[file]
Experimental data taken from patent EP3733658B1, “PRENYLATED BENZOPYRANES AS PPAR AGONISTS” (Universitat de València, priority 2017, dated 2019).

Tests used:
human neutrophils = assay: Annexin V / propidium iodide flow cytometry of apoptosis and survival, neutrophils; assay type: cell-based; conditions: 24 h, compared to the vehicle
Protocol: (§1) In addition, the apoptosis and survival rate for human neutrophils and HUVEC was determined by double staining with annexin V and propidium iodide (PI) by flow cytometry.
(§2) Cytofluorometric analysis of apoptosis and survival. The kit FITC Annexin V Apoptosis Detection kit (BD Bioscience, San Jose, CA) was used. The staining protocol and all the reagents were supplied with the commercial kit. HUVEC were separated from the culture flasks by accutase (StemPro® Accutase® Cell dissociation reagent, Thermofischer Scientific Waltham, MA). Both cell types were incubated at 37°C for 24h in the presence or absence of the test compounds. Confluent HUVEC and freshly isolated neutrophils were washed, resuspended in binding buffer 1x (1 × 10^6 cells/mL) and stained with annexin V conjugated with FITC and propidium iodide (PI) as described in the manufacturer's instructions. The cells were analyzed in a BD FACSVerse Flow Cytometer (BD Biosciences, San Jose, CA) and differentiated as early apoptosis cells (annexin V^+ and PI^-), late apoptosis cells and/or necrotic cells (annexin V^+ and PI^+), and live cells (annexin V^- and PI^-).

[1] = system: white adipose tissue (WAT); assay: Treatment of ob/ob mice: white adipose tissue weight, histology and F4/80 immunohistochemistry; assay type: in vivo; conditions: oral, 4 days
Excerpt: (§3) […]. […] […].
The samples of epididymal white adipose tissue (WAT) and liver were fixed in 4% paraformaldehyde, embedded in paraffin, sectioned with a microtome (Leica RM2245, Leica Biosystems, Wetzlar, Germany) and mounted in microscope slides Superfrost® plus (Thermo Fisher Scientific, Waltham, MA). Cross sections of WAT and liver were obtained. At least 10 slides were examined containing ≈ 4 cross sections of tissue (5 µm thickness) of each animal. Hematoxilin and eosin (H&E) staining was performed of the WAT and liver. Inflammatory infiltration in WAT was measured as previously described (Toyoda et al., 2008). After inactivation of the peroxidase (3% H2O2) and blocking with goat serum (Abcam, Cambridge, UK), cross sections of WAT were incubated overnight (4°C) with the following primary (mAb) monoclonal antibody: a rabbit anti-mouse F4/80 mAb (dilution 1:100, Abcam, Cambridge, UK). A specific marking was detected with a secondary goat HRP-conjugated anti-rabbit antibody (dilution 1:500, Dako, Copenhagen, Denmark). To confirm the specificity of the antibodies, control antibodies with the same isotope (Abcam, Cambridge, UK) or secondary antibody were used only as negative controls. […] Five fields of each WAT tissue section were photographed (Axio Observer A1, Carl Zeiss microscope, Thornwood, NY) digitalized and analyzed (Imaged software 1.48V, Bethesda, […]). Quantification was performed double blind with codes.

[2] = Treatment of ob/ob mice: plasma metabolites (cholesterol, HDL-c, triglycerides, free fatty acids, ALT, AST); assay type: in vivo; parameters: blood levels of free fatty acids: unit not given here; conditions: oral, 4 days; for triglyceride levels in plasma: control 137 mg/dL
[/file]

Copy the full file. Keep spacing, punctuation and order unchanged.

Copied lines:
Experimental data taken from patent EP3733658B1, “PRENYLATED BENZOPYRANES AS PPAR AGONISTS” (Universitat de València, priority 2017, dated 2019).

Tests used:
human neutrophils = assay: Annexin V / propidium iodide flow cytometry of apoptosis and survival, neutrophils; assay type: cell-based; conditions: 24 h, compared to the vehicle
Protocol: (§1) In addition, the apoptosis and survival rate for human neutrophils and HUVEC was determined by double staining with annexin V and propidium iodide (PI) by flow cytometry.
(§2) Cytofluorometric analysis of apoptosis and survival. The kit FITC Annexin V Apoptosis Detection kit (BD Bioscience, San Jose, CA) was used. The staining protocol and all the reagents were supplied with the commercial kit. HUVEC were separated from the culture flasks by accutase (StemPro® Accutase® Cell dissociation reagent, Thermofischer Scientific Waltham, MA). Both cell types were incubated at 37°C for 24h in the presence or absence of the test compounds. Confluent HUVEC and freshly isolated neutrophils were washed, resuspended in binding buffer 1x (1 × 10^6 cells/mL) and stained with annexin V conjugated with FITC and propidium iodide (PI) as described in the manufacturer's instructions. The cells were analyzed in a BD FACSVerse Flow Cytometer (BD Biosciences, San Jose, CA) and differentiated as early apoptosis cells (annexin V^+ and PI^-), late apoptosis cells and/or necrotic cells (annexin V^+ and PI^+), and live cells (annexin V^- and PI^-).

[1] = system: white adipose tissue (WAT); assay: Treatment of ob/ob mice: white adipose tissue weight, histology and F4/80 immunohistochemistry; assay type: in vivo; conditions: oral, 4 days
Excerpt: (§3) […]. […] […].
The samples of epididymal white adipose tissue (WAT) and liver were fixed in 4% paraformaldehyde, embedded in paraffin, sectioned with a microtome (Leica RM2245, Leica Biosystems, Wetzlar, Germany) and mounted in microscope slides Superfrost® plus (Thermo Fisher Scientific, Waltham, MA). Cross sections of WAT and liver were obtained. At least 10 slides were examined containing ≈ 4 cross sections of tissue (5 µm thickness) of each animal. Hematoxilin and eosin (H&E) staining was performed of the WAT and liver. Inflammatory infiltration in WAT was measured as previously described (Toyoda et al., 2008). After inactivation of the peroxidase (3% H2O2) and blocking with goat serum (Abcam, Cambridge, UK), cross sections of WAT were incubated overnight (4°C) with the following primary (mAb) monoclonal antibody: a rabbit anti-mouse F4/80 mAb (dilution 1:100, Abcam, Cambridge, UK). A specific marking was detected with a secondary goat HRP-conjugated anti-rabbit antibody (dilution 1:500, Dako, Copenhagen, Denmark). To confirm the specificity of the antibodies, control antibodies with the same isotope (Abcam, Cambridge, UK) or secondary antibody were used only as negative controls. […] Five fields of each WAT tissue section were photographed (Axio Observer A1, Carl Zeiss microscope, Thornwood, NY) digitalized and analyzed (Imaged software 1.48V, Bethesda, […]). Quantification was performed double blind with codes.

[2] = Treatment of ob/ob mice: plasma metabolites (cholesterol, HDL-c, triglycerides, free fatty acids, ALT, AST); assay type: in vivo; parameters: blood levels of free fatty acids: unit not given here; conditions: oral, 4 days; for triglyceride levels in plasma: control 137 mg/dL